The Government wants to spend 10 billion – perhaps, tens of billions - of taxpayers' dollars on a "light" rail line running from downtown to the airport via Mt Roskill.
National is opposed. Their plan? Build more roads instead.
What about neither of the above? Instead of more hugely expensive hardware, why not some hard thinking about what really is the problem supposedly solved by more trains or roads, and what our options are to cope with this problem much more cheaply.
It's actually a quite localised issue, in time and in space. For about 20 of the 168 hours in the week, Dominion Rd is congested – a couple of hours before nine each weekday morning, and something similar after work. The rest of the time it is mostly okay. So if we could make more efficient use of the existing infrastructure by spreading the load throughout the day - well, we wouldn't need to spend up to $20 billion on a new railway, or motorway.
And we do know how to do this. There are two parts to it. First, use already-available technology to bring in real-time congestion charging, so that commuters whose decision to enter a crowded roadway will slow down other drivers have a straightforward incentive to allow for this in their decision-making.
Congestion charges can be revenue-neutral, with the proceeds distributed to all Aucklanders, such as by annual rates rebates, which would directly or indirectly benefit just about everyone, including rewarding the vast majority whose travel choices do not cause peak-hour congestion.
Second, open our eyes and brains to what has already happened, with Covid: the remarkable discovery that much white-collar (e.g. downtown office) work can actually be done at home. So, fewer trips, but also the opportunity to break down the old nine-to-five workday into smaller, more transport-friendly segments: all this, I would hope, in the worthy eventual cause of achieving a non-gendered allocation between work in the home and work out of the home.
We need thinking that suits the facts of Auckland. Our city's topsy-turvy topography means, in particular, that grand top-down visions of a sleek, "modern", "integrated" transport system just don't fit the bill.
The marvellous mishmash of flourishing businesses along Dominion Rd now - and along other roads and village centres in Auckland – was not created by government or city planners. These building blocks of good urban form are the fruits of decisions by thousands of creative, entrepreneurial people. These people, and all of us, can also make good, imaginative decisions about our transport options, if we are appropriately incentivised by a sensible pricing structure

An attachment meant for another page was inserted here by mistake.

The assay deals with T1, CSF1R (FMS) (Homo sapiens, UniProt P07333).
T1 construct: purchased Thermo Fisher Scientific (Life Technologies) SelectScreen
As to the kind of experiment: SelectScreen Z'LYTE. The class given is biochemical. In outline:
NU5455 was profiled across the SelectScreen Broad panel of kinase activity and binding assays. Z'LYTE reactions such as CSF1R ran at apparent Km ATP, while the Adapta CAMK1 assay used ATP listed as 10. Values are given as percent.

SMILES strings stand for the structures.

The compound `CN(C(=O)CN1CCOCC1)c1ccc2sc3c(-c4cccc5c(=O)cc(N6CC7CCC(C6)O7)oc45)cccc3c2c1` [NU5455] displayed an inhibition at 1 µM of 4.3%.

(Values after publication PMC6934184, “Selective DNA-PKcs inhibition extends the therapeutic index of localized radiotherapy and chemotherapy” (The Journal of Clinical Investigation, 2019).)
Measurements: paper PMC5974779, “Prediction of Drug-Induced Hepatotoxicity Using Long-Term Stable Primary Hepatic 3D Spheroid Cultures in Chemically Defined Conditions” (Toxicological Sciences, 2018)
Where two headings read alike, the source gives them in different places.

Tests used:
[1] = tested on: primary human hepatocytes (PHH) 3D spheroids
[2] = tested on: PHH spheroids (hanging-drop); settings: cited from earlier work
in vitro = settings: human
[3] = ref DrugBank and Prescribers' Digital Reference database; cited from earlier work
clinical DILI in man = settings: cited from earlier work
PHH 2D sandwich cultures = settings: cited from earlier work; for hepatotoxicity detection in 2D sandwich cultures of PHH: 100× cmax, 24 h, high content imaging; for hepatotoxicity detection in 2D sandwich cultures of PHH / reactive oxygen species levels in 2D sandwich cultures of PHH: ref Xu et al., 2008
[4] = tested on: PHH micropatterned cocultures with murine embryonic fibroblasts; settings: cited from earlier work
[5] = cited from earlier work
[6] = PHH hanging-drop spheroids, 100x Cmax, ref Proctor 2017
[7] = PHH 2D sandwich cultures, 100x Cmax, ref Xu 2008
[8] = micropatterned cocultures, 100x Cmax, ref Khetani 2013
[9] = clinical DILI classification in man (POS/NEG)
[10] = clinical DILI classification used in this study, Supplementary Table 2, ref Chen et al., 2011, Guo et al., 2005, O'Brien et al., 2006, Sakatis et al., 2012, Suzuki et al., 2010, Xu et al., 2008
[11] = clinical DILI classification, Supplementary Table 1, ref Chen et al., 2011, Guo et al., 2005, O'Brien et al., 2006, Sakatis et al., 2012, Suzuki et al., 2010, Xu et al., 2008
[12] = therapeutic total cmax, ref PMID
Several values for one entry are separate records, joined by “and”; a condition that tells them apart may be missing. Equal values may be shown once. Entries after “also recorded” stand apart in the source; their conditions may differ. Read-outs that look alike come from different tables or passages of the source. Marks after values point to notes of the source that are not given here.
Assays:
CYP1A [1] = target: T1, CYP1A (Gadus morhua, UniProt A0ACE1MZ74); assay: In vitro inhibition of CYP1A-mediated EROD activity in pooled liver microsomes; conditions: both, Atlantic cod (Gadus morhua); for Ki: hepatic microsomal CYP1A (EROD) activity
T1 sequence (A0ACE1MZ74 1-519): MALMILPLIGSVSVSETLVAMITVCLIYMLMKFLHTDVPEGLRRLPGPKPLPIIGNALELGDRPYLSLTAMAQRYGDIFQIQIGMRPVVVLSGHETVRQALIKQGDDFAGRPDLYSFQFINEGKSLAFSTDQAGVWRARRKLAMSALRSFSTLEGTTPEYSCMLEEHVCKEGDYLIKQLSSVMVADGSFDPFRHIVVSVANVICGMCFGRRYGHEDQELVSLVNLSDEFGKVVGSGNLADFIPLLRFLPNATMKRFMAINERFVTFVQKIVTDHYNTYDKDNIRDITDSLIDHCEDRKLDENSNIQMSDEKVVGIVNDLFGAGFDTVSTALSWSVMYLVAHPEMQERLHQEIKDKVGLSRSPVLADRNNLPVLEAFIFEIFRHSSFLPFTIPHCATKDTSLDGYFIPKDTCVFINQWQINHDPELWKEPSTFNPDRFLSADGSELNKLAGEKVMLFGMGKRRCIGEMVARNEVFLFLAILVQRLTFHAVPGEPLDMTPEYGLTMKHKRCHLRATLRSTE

Our besotted would-be train-spotters seriously oversell the benefits of "light" rail, such as the downtown-airport link. Who would want to trundle along in a train, stopping and starting at 18 stations en route, when an express bus using dedicated bus lanes can get you there in 35 minutes, as it often got me there pre-Covid?
Of course, trains are quite nice, and people will happily get on and off them along the way. Personally, I am rather sorry the tramlines were ripped up in the 1950s. And I regret the aggressively pro-private vehicle transport strategy that followed.
But that is what happened, and its legacy for us now is a fine network of motorways and arterial roads, including the popular new Waterview road tunnel. This network is underutilised about seven-eighths of the time, and over-utilised for the remainder. We can do something with this.
Even without the patently loony proposal to dig a long tunnel under Sandringham Rd, we have here a proposed "light" rail project that will cost New Zealand's three million taxpayers between three and five thousand dollars each. This for the benefit of about 30,000 Auckland commuters, to improve their access to the higher-paid jobs in the CBD, if that's still what they want to do.
I don't think the numbers stack up, but even if I am wrong about that, surely the smart thing is to consider the - vastly cheaper - alternatives first.
• Tim Hazledine is Emeritus Professor of Economics at The University of Auckland.